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16 October 2019 The Radiation-Induced Bystander Effect (RIBE) and its Connections with the Hallmarks of Cancer
Aisling B. Heeran, Helen P. Berrigan, Jacintha O'Sullivan
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Radiation therapy is one of the pillars of cancer treatment, with approximately one half of all cancer patients receiving it as part of their standard of care. Emerging evidence indicates that the biological effects of radiation are not limited to targeted cells. The radiation-induced bystander effect (RIBE) refers to the plethora of biological phenomena occurring in nonirradiated cells as a result of signal transmission from an irradiated cell. Experimental evidence has linked RIBE to numerous hallmarks of cancer including resisting cell death, tumor immune evasion, genomic instability, deregulated cellular energetics, tumor-promoting inflammation and sustained proliferative signaling as well as enhanced radioresistance, thus highlighting the potential role of RIBE events in patient treatment response. The mechanisms underlying RIBE events in vivo are poorly understood. However, elucidating the molecular mechanisms involved in their manifestation may reveal novel therapeutic targets to improve radiation response in cancer patients.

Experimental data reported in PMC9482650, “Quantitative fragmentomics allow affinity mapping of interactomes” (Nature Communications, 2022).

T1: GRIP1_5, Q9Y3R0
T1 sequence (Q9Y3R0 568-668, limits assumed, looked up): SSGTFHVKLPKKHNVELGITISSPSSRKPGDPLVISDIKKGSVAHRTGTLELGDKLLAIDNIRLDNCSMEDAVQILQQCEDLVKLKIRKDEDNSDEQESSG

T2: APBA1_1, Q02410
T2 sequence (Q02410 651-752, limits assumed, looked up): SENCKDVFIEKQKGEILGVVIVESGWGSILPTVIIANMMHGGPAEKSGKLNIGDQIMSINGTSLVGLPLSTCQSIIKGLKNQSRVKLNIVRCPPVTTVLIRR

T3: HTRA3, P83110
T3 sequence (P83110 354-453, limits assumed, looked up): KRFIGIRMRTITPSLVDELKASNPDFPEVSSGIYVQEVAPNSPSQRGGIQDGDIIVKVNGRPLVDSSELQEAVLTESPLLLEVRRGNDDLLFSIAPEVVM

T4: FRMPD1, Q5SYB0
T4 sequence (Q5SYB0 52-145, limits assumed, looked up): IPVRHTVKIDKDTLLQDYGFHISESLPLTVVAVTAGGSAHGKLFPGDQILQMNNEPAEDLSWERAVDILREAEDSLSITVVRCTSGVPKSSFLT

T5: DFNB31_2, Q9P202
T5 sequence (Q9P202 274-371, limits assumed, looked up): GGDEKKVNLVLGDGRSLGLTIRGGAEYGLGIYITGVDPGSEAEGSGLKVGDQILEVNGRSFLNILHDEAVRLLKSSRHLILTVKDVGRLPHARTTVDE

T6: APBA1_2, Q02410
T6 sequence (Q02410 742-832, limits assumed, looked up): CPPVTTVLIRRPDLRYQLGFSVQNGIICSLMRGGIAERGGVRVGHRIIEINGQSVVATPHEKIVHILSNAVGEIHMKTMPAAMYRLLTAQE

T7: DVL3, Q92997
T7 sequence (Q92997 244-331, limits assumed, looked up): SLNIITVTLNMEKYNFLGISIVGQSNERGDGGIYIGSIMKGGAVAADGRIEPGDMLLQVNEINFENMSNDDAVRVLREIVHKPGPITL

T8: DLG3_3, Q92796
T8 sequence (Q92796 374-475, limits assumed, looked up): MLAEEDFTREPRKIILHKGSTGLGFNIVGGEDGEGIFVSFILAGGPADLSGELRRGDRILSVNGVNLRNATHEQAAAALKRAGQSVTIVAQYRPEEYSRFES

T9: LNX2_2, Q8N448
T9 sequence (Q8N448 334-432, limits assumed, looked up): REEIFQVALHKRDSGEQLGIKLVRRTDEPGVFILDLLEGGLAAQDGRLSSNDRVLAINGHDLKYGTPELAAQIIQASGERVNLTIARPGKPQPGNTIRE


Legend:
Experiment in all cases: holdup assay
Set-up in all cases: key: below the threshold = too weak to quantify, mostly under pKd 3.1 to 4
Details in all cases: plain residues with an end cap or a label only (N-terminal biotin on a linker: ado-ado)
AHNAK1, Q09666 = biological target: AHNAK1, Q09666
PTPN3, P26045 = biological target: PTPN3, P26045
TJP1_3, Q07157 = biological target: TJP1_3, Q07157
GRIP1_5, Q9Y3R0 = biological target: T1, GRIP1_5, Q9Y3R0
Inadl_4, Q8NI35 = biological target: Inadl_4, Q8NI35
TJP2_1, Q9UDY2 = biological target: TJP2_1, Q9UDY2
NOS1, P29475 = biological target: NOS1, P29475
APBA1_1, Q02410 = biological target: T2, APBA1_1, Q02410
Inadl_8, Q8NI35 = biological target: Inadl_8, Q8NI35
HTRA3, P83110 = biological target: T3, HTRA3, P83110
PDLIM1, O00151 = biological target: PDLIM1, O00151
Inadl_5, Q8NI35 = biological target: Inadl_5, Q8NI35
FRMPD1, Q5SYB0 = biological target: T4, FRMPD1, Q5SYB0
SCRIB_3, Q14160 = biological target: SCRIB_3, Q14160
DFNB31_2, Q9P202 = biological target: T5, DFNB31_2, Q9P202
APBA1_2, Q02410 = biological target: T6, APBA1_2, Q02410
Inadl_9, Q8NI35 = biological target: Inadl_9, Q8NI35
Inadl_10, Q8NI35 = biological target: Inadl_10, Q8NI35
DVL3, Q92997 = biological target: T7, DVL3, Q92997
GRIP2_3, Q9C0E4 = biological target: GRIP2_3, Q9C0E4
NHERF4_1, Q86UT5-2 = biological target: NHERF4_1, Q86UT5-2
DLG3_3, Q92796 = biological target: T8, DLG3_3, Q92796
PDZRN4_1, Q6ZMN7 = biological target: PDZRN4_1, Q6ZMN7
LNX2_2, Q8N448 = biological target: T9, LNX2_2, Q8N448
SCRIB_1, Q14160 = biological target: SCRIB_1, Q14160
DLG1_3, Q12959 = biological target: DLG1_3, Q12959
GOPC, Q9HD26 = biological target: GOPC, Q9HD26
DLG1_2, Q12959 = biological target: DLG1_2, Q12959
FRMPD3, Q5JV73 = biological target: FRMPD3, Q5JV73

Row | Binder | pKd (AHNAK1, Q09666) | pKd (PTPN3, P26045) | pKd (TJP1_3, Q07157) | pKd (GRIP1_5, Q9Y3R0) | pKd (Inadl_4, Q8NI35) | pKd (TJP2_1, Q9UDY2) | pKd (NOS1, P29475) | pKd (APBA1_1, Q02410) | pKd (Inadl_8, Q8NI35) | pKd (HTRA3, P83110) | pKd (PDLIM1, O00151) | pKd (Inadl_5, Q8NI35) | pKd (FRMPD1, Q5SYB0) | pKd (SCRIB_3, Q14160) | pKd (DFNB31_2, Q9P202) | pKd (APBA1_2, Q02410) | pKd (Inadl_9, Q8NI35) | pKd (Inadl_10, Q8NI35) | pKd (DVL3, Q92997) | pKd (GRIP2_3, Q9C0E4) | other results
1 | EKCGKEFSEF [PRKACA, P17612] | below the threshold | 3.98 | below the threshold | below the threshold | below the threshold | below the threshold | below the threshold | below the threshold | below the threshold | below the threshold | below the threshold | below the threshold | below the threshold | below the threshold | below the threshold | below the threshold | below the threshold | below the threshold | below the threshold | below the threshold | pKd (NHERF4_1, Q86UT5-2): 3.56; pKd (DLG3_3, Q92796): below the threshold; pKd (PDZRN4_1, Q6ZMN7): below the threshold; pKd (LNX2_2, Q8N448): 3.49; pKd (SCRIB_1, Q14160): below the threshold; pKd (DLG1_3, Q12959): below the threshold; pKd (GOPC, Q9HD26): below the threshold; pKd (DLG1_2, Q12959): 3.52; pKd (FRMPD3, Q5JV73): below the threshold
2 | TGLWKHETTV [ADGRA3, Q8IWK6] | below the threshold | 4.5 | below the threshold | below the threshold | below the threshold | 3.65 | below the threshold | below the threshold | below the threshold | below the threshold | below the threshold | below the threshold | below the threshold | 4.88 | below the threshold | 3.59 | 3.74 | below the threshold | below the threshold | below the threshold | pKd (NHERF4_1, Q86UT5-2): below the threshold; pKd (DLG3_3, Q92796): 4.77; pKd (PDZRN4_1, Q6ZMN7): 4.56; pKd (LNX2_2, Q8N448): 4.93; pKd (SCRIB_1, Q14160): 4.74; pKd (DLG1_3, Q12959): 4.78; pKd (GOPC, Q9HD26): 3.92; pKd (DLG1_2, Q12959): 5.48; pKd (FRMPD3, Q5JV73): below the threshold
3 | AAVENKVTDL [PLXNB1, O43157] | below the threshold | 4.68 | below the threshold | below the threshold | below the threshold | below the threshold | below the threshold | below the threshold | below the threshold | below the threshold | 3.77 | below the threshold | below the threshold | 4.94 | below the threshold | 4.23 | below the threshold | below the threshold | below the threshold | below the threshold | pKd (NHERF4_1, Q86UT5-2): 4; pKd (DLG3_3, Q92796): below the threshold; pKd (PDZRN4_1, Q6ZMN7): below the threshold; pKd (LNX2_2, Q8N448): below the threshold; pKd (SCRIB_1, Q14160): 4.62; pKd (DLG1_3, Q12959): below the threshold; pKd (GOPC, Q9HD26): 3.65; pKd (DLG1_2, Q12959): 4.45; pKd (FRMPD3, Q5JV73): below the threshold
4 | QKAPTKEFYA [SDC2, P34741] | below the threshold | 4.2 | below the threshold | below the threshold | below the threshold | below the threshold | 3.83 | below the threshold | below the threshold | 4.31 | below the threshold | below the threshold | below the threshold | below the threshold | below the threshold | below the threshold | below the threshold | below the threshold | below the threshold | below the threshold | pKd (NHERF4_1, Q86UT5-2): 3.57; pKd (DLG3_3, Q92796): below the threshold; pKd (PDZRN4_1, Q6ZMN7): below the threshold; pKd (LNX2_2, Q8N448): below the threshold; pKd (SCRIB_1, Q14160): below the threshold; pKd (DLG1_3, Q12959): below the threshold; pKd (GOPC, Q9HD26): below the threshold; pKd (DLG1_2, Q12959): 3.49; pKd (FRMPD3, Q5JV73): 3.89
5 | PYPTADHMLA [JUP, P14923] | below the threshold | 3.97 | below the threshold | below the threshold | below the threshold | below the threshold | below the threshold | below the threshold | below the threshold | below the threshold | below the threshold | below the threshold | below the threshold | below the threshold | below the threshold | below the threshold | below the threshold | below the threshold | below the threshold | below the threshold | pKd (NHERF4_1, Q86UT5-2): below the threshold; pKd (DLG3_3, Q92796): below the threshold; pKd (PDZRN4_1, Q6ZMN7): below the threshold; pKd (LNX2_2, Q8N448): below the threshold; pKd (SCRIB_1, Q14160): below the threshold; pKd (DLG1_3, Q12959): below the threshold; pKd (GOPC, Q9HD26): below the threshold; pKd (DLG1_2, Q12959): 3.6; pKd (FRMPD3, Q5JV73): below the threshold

©2019 by Radiation Research Society. All rights of reproduction in any form reserved.
Aisling B. Heeran, Helen P. Berrigan, and Jacintha O'Sullivan "The Radiation-Induced Bystander Effect (RIBE) and its Connections with the Hallmarks of Cancer," Radiation Research 192(6), 668-679, (16 October 2019).
Received: 12 August 2019; Accepted: 23 September 2019; Published: 16 October 2019

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